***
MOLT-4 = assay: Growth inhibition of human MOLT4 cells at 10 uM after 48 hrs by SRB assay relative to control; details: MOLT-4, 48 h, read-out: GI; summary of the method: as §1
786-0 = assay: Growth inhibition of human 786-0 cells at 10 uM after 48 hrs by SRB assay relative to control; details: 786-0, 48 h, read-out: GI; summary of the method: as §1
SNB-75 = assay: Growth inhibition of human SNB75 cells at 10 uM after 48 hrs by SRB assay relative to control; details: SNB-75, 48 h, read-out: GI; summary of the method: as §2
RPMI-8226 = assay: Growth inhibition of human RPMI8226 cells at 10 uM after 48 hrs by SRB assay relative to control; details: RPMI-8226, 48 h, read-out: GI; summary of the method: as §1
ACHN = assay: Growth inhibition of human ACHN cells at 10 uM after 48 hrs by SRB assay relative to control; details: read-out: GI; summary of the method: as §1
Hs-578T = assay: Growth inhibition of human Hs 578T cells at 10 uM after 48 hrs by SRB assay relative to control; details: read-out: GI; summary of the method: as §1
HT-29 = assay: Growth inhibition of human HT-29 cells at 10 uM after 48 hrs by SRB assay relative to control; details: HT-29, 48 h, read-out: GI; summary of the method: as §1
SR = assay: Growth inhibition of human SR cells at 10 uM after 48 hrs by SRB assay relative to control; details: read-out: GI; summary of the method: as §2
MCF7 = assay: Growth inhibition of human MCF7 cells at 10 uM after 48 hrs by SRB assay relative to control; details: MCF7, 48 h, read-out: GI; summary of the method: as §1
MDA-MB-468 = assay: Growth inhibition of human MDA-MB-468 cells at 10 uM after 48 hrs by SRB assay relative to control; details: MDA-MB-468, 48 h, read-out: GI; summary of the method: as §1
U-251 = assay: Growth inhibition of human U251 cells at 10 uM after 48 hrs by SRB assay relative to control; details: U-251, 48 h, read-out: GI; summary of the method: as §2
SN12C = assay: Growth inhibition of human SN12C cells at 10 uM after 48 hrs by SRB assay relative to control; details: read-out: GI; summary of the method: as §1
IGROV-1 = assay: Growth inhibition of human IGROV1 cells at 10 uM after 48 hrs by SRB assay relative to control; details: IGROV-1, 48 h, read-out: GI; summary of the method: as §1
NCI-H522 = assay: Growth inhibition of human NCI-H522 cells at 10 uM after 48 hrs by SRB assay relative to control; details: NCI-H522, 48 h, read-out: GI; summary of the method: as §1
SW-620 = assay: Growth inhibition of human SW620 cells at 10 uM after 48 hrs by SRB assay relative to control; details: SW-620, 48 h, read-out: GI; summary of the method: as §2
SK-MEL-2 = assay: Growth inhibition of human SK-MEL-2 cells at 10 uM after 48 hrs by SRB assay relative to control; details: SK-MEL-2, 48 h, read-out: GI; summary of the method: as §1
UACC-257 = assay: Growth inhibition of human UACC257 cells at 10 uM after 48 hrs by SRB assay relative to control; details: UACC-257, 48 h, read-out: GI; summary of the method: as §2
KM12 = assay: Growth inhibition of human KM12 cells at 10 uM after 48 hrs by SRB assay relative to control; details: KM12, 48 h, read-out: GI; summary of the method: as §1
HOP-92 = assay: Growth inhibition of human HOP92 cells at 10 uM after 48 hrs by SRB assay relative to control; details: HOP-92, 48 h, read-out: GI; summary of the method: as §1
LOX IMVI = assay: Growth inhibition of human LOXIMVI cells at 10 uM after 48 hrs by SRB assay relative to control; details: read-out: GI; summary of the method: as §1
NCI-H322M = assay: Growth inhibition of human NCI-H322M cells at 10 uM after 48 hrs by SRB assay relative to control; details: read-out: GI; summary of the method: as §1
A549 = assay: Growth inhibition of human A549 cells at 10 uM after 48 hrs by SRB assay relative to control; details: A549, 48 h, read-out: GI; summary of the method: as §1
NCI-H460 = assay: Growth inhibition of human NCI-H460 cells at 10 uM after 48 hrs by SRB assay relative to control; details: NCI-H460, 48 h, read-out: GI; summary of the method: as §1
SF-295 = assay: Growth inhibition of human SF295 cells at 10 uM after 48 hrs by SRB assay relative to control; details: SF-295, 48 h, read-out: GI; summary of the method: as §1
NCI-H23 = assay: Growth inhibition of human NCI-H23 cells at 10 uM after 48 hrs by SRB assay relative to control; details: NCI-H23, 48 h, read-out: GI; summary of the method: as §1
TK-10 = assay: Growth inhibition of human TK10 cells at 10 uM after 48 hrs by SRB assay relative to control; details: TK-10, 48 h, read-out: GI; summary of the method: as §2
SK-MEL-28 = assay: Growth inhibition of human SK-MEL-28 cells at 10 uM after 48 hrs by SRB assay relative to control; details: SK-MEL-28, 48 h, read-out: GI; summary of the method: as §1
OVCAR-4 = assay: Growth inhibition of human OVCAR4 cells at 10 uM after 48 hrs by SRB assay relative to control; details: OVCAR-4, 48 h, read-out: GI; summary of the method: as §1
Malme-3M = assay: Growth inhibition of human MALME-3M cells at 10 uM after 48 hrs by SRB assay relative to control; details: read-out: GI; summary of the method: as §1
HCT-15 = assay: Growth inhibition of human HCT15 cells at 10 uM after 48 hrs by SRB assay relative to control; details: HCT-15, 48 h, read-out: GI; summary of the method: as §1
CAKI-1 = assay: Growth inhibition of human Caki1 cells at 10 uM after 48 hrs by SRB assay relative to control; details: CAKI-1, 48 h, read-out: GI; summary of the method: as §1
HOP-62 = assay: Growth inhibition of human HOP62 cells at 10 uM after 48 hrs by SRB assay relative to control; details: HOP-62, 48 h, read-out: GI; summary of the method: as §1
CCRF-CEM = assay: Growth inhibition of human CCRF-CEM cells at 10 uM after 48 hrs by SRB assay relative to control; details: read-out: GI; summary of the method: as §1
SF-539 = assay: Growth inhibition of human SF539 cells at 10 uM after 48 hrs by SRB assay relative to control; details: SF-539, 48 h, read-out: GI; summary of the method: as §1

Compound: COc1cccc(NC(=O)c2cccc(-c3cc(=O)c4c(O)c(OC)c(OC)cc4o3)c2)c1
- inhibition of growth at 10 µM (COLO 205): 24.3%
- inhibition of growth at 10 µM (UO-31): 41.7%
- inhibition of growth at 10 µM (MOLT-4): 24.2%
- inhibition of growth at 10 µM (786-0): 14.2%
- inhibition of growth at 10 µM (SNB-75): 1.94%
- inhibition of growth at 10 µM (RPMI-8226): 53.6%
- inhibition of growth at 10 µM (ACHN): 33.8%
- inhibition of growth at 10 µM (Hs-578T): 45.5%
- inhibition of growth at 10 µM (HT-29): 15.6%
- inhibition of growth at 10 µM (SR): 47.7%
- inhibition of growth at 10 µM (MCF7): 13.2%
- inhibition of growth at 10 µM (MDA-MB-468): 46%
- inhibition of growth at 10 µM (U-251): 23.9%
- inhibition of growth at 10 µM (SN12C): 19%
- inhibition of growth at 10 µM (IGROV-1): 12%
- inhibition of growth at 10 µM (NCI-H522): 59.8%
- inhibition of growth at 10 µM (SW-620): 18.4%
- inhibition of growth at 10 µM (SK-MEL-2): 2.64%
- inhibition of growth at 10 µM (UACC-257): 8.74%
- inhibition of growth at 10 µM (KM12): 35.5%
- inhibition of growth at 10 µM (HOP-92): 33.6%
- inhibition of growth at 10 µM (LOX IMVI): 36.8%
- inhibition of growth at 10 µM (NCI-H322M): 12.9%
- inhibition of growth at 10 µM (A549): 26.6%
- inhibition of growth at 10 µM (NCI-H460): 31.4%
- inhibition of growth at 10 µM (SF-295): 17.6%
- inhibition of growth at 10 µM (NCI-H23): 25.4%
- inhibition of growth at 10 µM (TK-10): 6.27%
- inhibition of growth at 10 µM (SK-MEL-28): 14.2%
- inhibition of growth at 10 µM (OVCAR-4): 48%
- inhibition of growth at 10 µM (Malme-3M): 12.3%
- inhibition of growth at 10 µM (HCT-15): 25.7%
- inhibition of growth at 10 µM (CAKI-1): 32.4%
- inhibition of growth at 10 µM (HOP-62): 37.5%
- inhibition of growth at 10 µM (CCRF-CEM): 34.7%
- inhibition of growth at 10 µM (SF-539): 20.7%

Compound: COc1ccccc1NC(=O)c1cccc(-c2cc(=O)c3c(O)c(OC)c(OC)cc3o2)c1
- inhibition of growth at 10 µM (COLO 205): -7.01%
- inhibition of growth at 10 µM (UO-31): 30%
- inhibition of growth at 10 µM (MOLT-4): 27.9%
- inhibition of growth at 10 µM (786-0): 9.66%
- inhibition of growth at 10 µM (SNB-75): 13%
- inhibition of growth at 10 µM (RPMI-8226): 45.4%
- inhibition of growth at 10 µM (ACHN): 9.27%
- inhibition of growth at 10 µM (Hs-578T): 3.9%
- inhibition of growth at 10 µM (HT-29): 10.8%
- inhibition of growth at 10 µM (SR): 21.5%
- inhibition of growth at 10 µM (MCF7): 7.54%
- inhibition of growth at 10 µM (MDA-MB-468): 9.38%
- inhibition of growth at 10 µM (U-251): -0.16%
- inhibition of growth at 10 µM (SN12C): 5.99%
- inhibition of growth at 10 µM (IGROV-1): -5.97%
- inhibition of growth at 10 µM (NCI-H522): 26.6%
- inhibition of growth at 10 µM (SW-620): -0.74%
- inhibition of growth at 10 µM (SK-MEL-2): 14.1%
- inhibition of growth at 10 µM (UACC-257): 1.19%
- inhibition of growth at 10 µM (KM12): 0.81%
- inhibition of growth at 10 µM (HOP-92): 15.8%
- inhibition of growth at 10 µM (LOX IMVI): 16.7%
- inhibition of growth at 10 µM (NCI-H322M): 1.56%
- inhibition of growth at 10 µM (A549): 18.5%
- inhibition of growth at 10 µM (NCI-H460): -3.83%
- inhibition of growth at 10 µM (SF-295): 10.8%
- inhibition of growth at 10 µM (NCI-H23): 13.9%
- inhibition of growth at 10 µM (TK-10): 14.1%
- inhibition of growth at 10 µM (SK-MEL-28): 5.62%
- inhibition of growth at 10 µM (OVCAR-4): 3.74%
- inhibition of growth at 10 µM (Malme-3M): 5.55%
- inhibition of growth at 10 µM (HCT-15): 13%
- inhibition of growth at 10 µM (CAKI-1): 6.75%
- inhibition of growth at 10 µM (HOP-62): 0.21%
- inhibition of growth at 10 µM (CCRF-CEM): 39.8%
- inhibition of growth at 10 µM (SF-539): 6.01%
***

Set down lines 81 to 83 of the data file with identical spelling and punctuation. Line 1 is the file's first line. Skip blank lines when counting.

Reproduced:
- inhibition of growth at 10 µM (HT-29): 10.8%
- inhibition of growth at 10 µM (SR): 21.5%
- inhibition of growth at 10 µM (MCF7): 7.54%